Today's Health Survey for England reveals more than 14 million sufferers of chronic pain - pain which has lasted for more than three months. The study found that pain is more common among some groups than others, pain incurs significant costs and has serious mental health and wellbeing implications.
The Health Survey for England is an annual survey, monitoring the health of the population which is carried out by NatCen Social Research and the Research Department of Epidemiology and Public Health at UCL
The survey found that certain groups are more likely to experience chronic pain:
- 37% of women, in comparison to 31% of men, reported chronic pain;
- 42% in the lowest income households had chronic pain, compared with 27% in the highest;
- although chronic pain was most prevalent in older people, one in six 16-34 year olds were affected.
The survey demonstrates a burden on health services and employers:
- almost one in four said pain had kept them from usual activities (including work) on at least 14 days in the last three months;
- 37% of sufferers had used specialist pain services, rising to 57% among those with the most severe pain.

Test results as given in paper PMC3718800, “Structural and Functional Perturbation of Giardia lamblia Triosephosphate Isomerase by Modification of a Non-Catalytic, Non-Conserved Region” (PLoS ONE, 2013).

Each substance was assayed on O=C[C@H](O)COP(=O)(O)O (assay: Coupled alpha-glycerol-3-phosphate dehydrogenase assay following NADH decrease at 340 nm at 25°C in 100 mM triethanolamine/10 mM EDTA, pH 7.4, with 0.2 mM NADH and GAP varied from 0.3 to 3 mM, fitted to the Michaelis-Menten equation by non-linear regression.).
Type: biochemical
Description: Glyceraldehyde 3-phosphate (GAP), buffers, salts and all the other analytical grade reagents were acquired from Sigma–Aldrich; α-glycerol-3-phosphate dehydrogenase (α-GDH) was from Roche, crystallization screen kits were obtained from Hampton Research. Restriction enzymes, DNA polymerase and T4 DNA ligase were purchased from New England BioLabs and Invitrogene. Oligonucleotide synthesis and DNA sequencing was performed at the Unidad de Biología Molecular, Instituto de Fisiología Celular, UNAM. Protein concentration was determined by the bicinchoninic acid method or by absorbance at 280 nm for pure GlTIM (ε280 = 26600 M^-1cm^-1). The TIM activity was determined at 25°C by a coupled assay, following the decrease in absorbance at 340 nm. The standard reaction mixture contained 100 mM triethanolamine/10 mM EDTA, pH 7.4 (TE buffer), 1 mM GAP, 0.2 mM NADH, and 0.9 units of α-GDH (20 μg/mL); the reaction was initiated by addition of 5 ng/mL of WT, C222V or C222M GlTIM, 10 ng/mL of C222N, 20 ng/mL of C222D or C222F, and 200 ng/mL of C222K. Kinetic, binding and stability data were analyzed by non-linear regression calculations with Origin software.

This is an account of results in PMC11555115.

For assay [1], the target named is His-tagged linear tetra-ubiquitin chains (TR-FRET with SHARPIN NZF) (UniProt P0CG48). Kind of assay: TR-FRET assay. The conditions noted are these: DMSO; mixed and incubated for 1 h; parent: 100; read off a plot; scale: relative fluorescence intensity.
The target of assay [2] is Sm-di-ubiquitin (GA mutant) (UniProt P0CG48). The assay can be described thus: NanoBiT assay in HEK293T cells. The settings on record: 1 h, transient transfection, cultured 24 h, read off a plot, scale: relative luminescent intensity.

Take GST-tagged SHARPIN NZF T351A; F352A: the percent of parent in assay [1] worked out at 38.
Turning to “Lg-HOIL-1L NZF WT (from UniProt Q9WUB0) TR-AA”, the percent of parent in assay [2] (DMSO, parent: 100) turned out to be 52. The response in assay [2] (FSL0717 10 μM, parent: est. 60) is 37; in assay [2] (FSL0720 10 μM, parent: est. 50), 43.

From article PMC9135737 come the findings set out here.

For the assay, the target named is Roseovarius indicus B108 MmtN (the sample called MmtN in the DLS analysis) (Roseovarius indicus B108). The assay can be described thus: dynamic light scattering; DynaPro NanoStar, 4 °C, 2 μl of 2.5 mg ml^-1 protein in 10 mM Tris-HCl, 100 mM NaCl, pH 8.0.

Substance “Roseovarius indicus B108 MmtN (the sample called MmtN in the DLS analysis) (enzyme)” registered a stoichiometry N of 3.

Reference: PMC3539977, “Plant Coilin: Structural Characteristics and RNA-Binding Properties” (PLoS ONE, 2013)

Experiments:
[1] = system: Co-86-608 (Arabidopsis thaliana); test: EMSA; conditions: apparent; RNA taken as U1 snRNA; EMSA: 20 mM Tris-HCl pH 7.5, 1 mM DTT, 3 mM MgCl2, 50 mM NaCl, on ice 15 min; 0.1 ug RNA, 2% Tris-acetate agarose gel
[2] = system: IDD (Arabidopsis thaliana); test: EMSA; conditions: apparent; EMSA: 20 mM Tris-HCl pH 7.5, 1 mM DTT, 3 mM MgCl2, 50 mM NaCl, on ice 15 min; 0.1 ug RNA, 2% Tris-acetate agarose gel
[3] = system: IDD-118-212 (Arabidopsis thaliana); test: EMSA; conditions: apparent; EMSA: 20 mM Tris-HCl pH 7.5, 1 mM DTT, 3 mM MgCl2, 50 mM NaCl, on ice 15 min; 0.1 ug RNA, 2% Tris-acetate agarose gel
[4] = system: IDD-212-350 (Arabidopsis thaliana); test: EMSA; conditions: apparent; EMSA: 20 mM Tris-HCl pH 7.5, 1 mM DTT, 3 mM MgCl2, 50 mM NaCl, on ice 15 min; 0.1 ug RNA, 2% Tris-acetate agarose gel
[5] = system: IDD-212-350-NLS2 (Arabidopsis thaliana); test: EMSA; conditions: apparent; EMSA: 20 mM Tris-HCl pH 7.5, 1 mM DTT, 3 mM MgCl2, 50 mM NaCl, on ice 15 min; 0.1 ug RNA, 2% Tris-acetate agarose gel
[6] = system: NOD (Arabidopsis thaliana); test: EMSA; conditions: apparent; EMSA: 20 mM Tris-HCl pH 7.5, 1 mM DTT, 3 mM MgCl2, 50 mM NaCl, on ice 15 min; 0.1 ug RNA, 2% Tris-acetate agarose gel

We know from earlier research that:
- sufferers are five times more likely to visit their GP, equating to about 5 million GP appointments a year;
- back pain alone is estimated to cost £12.3 billion per year.
- Levels of positive wellbeing were lower than those with no pain and fell according to the severity of pain.
- Sufferers were more likely to be anxious or depressed - 69% with the severest pain reported this.
"This study helps us understand the real extent of pain in England today and who it affects," said Rachel Craig, NatCen Social Research. "It demonstrates that pain is not just physiological, but also mentally debilitating. We also know that it places a cost burden on health services and employers through days lost from work. These results shed much needed light on an issue which affects so many, adding to a growing body of knowledge on chronic pain."
Professor Richard Langford, President of The British Pain Society, said: "This authoritative Health Survey for England establishes beyond doubt the high prevalence of pain in the population of England, and its major impact on people's lives including work, and on wider society.
"Although most frequent in the elderly, the survey also shows that persistent pain is common through all ages from 16 upwards. Taken together with the findings published earlier this week of the National Pain Audit, both local and national commissioners have a duty to ensure that the National Health Service better serves the needs of people living with daily pain, by ensuring access to multi-disciplinary pain services, to restore functioning and ability to work."